Being convicted of an act of violence can cause a court system to levy heavy penalties upon you. Those penalties can significantly increase if the act of violence is committed against a family member.
This post will discuss how Texas defines ‘Family Violence,’ the immediate punishment one should expect when faced with Family Violence charges, and who to speak with regarding your Family Violence case.
What Sort of Crimes are Considered to be ‘Family Violence’ Charges?
First, we must define what the laws of Texas consider ‘Family.’ A family or household member would share one of the following relationships with the other party:
● Relative by blood, adoption, marriage, or legal partnership
● Current or former spouses
● Parents of shared children
● Current or former dating partners
● Current or former roommates or other co-residents
Then, we should determine what is considered “violence.” An act of violence is one that threatens or results in physical harm, bodily injury or assault (physically, emotionally, or sexually) of another person.
Some of the crimes that are considered acts of family violence are;
● Domestic assault
● Aggravated domestic assault
● Continuous violence against the family
● Violation of protective orders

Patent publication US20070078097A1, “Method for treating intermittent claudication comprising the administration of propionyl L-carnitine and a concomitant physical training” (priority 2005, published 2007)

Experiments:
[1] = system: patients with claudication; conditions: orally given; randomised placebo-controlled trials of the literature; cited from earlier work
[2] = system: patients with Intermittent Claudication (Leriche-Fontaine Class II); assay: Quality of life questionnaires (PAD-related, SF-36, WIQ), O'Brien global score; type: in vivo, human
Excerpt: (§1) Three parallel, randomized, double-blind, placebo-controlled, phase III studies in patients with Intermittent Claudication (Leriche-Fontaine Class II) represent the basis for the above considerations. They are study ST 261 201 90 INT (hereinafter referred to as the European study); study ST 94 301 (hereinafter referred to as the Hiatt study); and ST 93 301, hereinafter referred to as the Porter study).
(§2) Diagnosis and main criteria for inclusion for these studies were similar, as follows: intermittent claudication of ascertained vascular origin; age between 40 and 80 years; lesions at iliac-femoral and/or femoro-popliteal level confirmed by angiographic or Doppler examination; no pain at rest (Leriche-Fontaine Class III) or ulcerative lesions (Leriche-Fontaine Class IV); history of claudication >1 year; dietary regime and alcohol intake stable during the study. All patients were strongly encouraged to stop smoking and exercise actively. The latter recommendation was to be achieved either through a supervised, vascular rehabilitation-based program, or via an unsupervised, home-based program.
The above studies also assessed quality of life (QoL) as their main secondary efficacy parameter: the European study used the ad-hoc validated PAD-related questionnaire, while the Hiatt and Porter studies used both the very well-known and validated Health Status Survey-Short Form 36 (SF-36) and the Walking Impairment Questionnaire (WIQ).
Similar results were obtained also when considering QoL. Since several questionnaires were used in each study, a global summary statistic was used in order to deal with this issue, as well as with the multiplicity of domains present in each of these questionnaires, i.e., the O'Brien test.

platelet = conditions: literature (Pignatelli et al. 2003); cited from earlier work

● Unlawful restraint
What Punishment Awaits Those Convicted of Family Violence Crimes?
● Domestic Assault
■ Punishable by a fine of up to $500 as a class C (provocative or offensive contact).
■ As a class A, when the victim suffers bodily injury, the maximum fine increases to $4,000, and there is up to one year of jail time.
○ Felony: If the defendant has prior domestic assault convictions or the offense involves strangulation or suffocation, it can elicit a punishment of up to 10 years in prison with a $10,000 fine
● Aggravated Domestic Assault
○ The assault becomes ‘aggravated’ if;
■ Committed during the use or exhibition of a deadly weapon
■ It involves serious bodily injury such as a broken bone, loss of limb, or an injury that requires surgery or hospitalization
○ 2-20 years in prison; $10,000 fine
○ It can become a first-degree felony if involving a deadly weapon and results in serious injury
● Continuous Violence Against Family
○ Two or more domestic assaults within 12 months
○ 2-10 years in prison and $10,000
● Violation of a Family Protective Order
○ Class A Misdemeanor – one year in jail, $4,000 fine
○ Repeated Violations within 12 Months – 2-10 years prison and a $10,000 fine
● Stalking, Kidnapping, Unlawful Restraint, and Homicide
○ Punished similarly to non-family versions of the crime, but with additional punishment added.
How Can a Family Violence Lawyer Help Me?
If you have been accused of a crime, including family violence, it is always pertinent to talk with a criminal defense attorney that is local and has experience with such crimes. Allow an experienced lawyer to review your case and help you combat the criminal conviction from its lasting consequences, including incarceration, fines, and loss of occupation or firearms. Call us today at 469-423-8467.